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'That's not who I am': Minnesota Timberwolves guard Anthony Edwards apologizes, vows to be better after anti-gay comments

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Anthony Edwards apologizes again for anti-gay comments: 'That's not who I am' (0:42)

Timberwolves guard Anthony Edwards says "I'm working to be better" in the wake of anti-gay remarks he made on social media earlier this month. (0:42)

MINNEAPOLIS -- Anthony Edwards said he is "willing to do whatever it takes to make it right" with the LGBTQ community and Minnesota Timberwolves fans following the anti-gay remarks he recently made on social media.

Addressing reporters at Timberwolves media day on Monday, his first public appearance since the NBA fined him $40,000 for his now-deleted video clip on Instagram, Edwards apologized again for the disparaging, profane comment he made about what he assumed to be the sexual orientation of a group of men he filmed on a sidewalk outside a vehicle he was riding in.

"Man, I respect everybody. I know what I posted was immature, and I'm sorry for that if I hurt anyone," Edwards said. "I'm working to be better."

Edwards said he would be OK having a gay teammate if someone came out and would try to clamp down on homophobic language in a locker room if he heard it.

"For sure. I'm taking it as far as I can. That's not who I am," Edwards said.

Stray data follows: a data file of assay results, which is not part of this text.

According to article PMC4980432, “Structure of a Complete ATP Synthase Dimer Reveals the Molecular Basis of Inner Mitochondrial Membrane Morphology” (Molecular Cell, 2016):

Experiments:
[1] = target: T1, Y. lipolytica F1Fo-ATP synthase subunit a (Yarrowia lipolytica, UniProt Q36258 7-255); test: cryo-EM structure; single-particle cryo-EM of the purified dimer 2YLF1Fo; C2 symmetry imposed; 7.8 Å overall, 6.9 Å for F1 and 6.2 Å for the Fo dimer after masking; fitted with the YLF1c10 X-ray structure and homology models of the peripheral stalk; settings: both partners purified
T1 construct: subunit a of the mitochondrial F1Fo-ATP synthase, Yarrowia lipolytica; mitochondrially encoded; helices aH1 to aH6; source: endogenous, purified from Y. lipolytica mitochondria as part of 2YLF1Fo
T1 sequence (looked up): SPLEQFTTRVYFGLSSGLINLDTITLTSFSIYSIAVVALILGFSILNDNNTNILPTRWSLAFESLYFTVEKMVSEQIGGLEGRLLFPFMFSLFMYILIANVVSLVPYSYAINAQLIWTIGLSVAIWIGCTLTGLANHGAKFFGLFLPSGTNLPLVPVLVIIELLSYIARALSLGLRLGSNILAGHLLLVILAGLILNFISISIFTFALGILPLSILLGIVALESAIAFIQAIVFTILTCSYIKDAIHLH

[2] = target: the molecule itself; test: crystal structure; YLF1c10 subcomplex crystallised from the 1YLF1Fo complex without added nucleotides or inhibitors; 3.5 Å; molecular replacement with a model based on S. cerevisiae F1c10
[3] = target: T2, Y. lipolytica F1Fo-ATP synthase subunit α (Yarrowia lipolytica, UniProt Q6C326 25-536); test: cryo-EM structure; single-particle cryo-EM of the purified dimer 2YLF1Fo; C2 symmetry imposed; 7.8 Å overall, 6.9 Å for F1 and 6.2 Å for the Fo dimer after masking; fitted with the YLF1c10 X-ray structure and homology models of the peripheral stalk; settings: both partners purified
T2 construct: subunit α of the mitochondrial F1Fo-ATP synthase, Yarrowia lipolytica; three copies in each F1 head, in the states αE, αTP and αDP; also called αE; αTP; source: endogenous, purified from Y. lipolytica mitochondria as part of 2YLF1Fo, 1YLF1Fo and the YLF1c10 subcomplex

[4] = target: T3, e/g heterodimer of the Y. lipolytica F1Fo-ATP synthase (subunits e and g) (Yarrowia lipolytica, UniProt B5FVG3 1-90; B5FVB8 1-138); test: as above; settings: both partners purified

After ranking 19th in the league with an average of 21.3 points per game last season and helping lead the Timberwolves back to the playoffs, Edwards in his second year flourished into a true star and fan favorite who consistently brought a youthful energy and a charming confidence to the court and off of it.

Following the trouble he stirred up earlier this month, Edwards found himself in the strange and sudden position of being an unpopular figure.

"It's kind of messed up, because I want people to love me, man. I don't want to give nobody a reason to hate me or talk bad about me, so I felt bad for myself and for what I said about people, for sure," said the 21-year-old Edwards, who was the first overall pick in the 2020 draft.

Timberwolves president of basketball operations Tim Connelly and coach Chris Finch both had stern conversations with Edwards after the social media post.

"It just makes me think before I do everything now, pretty much," Edwards said.

Connelly offered his input on the matter.

"He's disappointed in his own actions," Connelly said. "He's disappointed that he put himself in that position, and hopefully, he'll continue to grow, and we'll continue to educate these guys on the importance of being really positive community members and respectful of all people that we're lucky enough to have in our community."